Loss and Damage after COP28: Where does it sit within the existing landscape for climate action?

Loss and Damage after COP28: Where does it sit within the existing landscape for climate action?

By Sam Greene, Brock Hicks and Jess Vujovic

The aftermath of Typhoon Vamco in the Philippines, 2020. The economic cost of loss and damage caused by climate change in developing countries has been projected to be $290–580 billion by 2030, rising to $1–1.8 trillion by 2050. (photo credit: Basilio H. Sepe / Greenpeace)

COP28 was a landmark moment for Loss and Damage. As advocates for more just climate finance, what does operationalizing the Loss and Damage Fund mean for us? Where will the new UNFCCC facility sit in the existing climate finance ecosystem? And where does adaptation end and loss and damage begin? In the wake of COP28, we were left with many questions about how the fund will be operationalized, how allocation decisions will be made, the risks of it complementing or duplicating existing adaptation finance and action, and how it will avoid the problems of current financing models.

The first in a series on loss and damage after COP28, in this blog post we discuss where loss and damage fits within existing climate finance and climate responses, in particular adaptation efforts.

In subsequent blogs, we will explore what and for whom loss and damage funding should be used and how this could be done in practice. Given the troubled history of funding for adaptation, we will discuss how the Loss and Damage Fund can be more accountable and equitable and what it would mean to have locally-led loss and damage action and a finance architecture that prioritizes climate justice over profits.

The Loss and Damage Fund will join a crowded climate finance ecosystem

While a variety of funds exist to support adaptation and capacity building, the Green Climate Fund (GCF) is the only multilateral UNFCCC fund that addresses loss and damage. However, an IPCC-cited study (2021) estimated that only 24 percent of approved GCF projects refer to loss and damage and only 16 percent explicitly link loss and damage to their main activities. And, while loss and damage requires responsive and even anticipatory funding, the GCF is notoriously slow and cumbersome. The average approval for a project takes two years and to date, the GCF has only disbursed $4.1 billion of the $13.5 billion currently allocated.  Finally, despite the establishment of “direct access” principles that enable country institutions to access funds without international intermediaries, three-quarters of its funds are led by large multilateral organizations such as UN agencies and the World Bank. Critics say that its direct access modalities are overly complicated and that its ‘readiness’ programmes to support countries in this process are inadequate.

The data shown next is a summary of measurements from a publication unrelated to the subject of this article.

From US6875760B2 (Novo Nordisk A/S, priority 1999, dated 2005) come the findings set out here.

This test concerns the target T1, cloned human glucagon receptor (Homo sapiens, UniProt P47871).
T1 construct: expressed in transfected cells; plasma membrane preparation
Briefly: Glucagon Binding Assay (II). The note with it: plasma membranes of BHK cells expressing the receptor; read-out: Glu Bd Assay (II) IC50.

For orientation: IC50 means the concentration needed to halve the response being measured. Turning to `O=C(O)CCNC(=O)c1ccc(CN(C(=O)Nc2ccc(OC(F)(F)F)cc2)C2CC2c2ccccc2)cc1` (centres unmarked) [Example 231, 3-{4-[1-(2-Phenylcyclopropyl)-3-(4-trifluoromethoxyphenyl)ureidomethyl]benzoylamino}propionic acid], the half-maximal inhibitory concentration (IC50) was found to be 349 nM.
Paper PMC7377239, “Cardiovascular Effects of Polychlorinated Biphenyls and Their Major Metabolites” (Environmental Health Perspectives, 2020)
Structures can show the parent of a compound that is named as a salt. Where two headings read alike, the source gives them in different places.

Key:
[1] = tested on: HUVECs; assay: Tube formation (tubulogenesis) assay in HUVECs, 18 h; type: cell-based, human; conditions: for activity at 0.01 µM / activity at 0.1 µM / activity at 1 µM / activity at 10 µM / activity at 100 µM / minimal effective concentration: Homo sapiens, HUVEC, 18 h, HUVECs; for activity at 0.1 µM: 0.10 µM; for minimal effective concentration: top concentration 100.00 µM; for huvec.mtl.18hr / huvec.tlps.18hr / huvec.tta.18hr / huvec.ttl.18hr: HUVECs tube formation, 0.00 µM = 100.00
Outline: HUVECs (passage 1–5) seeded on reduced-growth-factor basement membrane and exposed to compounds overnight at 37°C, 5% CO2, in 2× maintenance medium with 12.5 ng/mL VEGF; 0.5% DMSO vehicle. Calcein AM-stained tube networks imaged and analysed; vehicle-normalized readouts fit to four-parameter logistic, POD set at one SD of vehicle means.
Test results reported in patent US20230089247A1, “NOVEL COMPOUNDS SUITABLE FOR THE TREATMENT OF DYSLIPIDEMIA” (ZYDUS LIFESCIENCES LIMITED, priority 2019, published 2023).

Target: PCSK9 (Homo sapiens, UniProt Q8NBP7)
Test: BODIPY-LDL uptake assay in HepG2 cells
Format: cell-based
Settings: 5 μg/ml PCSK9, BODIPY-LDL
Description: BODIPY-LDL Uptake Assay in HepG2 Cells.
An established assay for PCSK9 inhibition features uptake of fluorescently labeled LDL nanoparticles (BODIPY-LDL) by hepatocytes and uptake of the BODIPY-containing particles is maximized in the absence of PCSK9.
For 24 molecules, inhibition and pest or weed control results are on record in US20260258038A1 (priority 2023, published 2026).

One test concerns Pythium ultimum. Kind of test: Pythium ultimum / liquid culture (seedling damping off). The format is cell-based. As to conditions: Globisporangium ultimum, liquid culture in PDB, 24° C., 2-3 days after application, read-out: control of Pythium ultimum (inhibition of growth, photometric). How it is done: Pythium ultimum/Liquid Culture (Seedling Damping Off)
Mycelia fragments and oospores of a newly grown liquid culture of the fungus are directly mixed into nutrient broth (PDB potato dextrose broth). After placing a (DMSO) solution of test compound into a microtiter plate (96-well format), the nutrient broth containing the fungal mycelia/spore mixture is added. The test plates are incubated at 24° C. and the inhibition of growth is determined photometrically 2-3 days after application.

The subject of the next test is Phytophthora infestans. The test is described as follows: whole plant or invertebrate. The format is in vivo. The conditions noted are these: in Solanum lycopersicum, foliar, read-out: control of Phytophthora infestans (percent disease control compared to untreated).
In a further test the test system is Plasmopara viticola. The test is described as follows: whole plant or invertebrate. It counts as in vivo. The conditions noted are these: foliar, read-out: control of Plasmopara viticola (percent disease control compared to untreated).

While the Global Shield against Climate Risks, launched at COP27, is primarily an insurance-based mechanism, it may have the most overlap with the new Loss and Damage Fund. The Global Shield works by pre-allocating funds (unlike conventional insurance models) based on country-level risk assessments. These assessments will be used to identify “adaptation measures and measures to protect against residual climate risks” (i.e. loss and damage). While procedures for awarding funding are yet to be decided for the Loss and Damage Fund, like the Global Shield it will also seek to allocate funds with greater speed, ease and responsiveness.

Beyond these initiatives, humanitarian assistance from international agencies may offer the longest-running larger-scale loss and damage financing. Finally, loss and damage projects may overlap with humanitarian assistance. While loss and damage action can learn from and complement humanitarian response, it should be careful not to replicate its reactive model and instead include more proactive and anticipatory measures. Designers should not create additional burdens for countries but instead support them to own the funding and disbursement process and to put in place systems for rapid response.

Loss and Damage requires a mosaic of solutions

Parties created the Loss and Damage Fund because existing climate funds do not provide the “mosaic of solutions” first called for by the Maldives’ Environment Minister Aminath Shauna nor do they recognize the limits to adaptation and the scale of funds needed to address accelerating losses and damages to climate impacts. Fund designers and decision-makers should pay special attention to existing finance mechanisms that address loss and damage to avoid duplication and to fill the most pressing gaps in the current architecture. They should also learn from the shortcomings of models like the GCF and provide greater speed and urgency, as well as a bigger role for local leadership in decisions on when, where and how funds are disbursed.